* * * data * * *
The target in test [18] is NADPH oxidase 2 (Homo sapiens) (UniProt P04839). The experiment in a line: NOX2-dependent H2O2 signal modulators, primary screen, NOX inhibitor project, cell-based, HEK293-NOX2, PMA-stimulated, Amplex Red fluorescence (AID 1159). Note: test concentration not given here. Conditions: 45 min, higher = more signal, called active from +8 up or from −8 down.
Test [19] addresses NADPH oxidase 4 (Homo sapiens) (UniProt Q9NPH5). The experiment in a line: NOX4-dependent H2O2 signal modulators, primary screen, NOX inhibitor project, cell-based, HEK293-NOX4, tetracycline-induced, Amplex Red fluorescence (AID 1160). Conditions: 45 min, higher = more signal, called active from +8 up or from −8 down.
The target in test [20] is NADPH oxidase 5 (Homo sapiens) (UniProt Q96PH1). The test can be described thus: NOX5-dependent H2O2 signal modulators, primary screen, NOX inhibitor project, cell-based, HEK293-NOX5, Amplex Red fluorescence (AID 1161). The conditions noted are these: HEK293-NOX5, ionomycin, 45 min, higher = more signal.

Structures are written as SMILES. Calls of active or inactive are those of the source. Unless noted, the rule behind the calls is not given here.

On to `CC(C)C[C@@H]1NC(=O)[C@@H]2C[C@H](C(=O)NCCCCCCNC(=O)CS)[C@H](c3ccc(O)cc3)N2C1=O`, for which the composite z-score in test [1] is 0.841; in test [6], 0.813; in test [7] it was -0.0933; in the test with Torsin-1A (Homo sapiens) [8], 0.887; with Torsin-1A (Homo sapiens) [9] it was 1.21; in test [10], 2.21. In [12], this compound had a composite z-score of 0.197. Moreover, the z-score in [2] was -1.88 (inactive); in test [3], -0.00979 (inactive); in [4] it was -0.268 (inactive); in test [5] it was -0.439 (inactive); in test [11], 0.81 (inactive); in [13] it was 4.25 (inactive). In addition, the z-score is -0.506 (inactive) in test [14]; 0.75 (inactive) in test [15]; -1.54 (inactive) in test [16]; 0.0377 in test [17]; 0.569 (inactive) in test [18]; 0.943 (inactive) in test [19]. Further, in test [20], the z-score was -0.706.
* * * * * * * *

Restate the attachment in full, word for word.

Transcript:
The target in test [18] is NADPH oxidase 2 (Homo sapiens) (UniProt P04839). The experiment in a line: NOX2-dependent H2O2 signal modulators, primary screen, NOX inhibitor project, cell-based, HEK293-NOX2, PMA-stimulated, Amplex Red fluorescence (AID 1159). Note: test concentration not given here. Conditions: 45 min, higher = more signal, called active from +8 up or from −8 down.
Test [19] addresses NADPH oxidase 4 (Homo sapiens) (UniProt Q9NPH5). The experiment in a line: NOX4-dependent H2O2 signal modulators, primary screen, NOX inhibitor project, cell-based, HEK293-NOX4, tetracycline-induced, Amplex Red fluorescence (AID 1160). Conditions: 45 min, higher = more signal, called active from +8 up or from −8 down.
The target in test [20] is NADPH oxidase 5 (Homo sapiens) (UniProt Q96PH1). The test can be described thus: NOX5-dependent H2O2 signal modulators, primary screen, NOX inhibitor project, cell-based, HEK293-NOX5, Amplex Red fluorescence (AID 1161). The conditions noted are these: HEK293-NOX5, ionomycin, 45 min, higher = more signal.

Structures are written as SMILES. Calls of active or inactive are those of the source. Unless noted, the rule behind the calls is not given here.

On to `CC(C)C[C@@H]1NC(=O)[C@@H]2C[C@H](C(=O)NCCCCCCNC(=O)CS)[C@H](c3ccc(O)cc3)N2C1=O`, for which the composite z-score in test [1] is 0.841; in test [6], 0.813; in test [7] it was -0.0933; in the test with Torsin-1A (Homo sapiens) [8], 0.887; with Torsin-1A (Homo sapiens) [9] it was 1.21; in test [10], 2.21. In [12], this compound had a composite z-score of 0.197. Moreover, the z-score in [2] was -1.88 (inactive); in test [3], -0.00979 (inactive); in [4] it was -0.268 (inactive); in test [5] it was -0.439 (inactive); in test [11], 0.81 (inactive); in [13] it was 4.25 (inactive). In addition, the z-score is -0.506 (inactive) in test [14]; 0.75 (inactive) in test [15]; -1.54 (inactive) in test [16]; 0.0377 in test [17]; 0.569 (inactive) in test [18]; 0.943 (inactive) in test [19]. Further, in test [20], the z-score was -0.706.